The Mid-Autumn Festival, also known as Moon Festival, is a traditional harvest celebration. Held on the 15th day of the 8th month of the lunar calendar with the full moon at night, it falls on late September or early October. Mooncakes, traditionally eaten during this festival, are probably the most famous part of the tradition.
On the festival day, families gather to offer sacrifice to the moon, appreciate the full moon, share mooncakes, and express strong tights to the family members and friends who live afar. The Chinese have celebrated this holiday since the Shang dynasty (c. 1600–1046 BCE). The ancient Chinese believed in the power of the moon and water. These beliefs lead to offerings to the moon on this evening and lunar deity, Chang'e, known as the Moon Goddess of Immortality.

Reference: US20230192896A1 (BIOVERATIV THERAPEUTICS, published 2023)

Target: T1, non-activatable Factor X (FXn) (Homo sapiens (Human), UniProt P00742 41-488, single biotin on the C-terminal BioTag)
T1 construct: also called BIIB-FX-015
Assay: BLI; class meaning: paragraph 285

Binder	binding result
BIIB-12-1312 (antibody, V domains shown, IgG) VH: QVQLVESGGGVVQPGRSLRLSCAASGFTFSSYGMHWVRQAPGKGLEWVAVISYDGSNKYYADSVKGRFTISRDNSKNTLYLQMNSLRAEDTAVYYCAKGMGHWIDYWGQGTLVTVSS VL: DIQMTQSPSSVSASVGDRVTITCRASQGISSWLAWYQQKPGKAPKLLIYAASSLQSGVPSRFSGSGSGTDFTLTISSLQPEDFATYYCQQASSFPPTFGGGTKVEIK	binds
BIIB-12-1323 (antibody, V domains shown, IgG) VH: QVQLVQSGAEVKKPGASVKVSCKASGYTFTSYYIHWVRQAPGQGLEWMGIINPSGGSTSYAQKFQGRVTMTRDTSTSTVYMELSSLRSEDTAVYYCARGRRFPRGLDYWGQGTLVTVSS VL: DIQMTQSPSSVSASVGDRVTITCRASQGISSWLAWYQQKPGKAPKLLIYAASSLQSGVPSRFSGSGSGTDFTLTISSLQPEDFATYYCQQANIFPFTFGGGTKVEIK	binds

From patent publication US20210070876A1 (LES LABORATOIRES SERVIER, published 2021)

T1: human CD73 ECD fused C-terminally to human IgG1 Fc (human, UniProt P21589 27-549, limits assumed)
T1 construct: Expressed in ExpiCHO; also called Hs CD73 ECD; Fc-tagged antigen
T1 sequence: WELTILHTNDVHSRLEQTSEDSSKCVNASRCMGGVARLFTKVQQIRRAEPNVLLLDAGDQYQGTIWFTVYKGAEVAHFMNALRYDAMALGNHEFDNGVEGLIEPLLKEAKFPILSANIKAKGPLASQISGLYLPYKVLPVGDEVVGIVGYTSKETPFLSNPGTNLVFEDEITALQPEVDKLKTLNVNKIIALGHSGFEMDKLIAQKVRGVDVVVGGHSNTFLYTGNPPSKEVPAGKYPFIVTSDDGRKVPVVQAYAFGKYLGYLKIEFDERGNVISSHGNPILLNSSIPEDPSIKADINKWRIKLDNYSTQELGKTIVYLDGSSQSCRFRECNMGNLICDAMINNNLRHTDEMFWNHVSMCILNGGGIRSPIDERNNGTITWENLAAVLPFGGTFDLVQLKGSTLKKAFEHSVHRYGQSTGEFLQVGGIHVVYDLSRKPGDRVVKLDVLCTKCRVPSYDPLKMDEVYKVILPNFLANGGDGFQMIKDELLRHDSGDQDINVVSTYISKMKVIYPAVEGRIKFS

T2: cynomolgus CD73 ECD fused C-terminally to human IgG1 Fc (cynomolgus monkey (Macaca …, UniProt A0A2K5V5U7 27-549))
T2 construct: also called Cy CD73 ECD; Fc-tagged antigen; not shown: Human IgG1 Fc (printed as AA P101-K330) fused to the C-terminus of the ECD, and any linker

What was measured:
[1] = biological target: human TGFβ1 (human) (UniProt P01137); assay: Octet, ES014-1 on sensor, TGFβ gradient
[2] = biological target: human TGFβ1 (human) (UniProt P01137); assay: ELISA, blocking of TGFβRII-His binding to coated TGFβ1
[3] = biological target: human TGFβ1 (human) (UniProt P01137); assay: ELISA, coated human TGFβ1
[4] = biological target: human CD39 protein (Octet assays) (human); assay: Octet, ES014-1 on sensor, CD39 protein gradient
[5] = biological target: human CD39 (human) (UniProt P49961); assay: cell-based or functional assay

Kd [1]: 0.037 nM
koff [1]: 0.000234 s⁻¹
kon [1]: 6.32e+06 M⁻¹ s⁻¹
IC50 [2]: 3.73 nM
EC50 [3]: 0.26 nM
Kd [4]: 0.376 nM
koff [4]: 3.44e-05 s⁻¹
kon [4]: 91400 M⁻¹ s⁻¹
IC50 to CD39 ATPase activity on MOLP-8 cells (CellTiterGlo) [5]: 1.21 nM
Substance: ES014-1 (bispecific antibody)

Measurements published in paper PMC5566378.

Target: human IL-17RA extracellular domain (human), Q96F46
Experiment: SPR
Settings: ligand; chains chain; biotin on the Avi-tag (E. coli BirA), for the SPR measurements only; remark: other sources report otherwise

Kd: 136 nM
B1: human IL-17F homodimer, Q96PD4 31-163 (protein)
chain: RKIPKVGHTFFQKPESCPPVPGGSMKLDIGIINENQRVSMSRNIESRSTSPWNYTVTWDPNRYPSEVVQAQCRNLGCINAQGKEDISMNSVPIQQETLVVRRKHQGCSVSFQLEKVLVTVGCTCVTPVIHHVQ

The festival is a time to watch the moon, a symbol of harmony and peace. Performance of dragon and lion dances usually occur on this day in southern China and Vietnam. Lanterns are common in Hong Kong and other places. Carrying brightly lit lanterns and writing riddles on them is another popular tradition.
Cassia wine is the traditional drink during Mid-Autumn Festival. In southern China, people eat some seasonal fruit. The Mid-Autumn moon has also traditionally been an occasion to honor marriages and find partners. In some parts of China, that happens during dances. Children and grown-ups also play many traditional games and participate in competitions.
Celebrations take place throughout the country but the most spectacular you will witness in Beihai Park in Beijing, Erhai Lake in Dali, West Lake in Hangzhou, Elephant Trunk Hill in Guilin, Victoria Park in Hong Kong, and The Oriental Pearl TV Tower in Shanghai.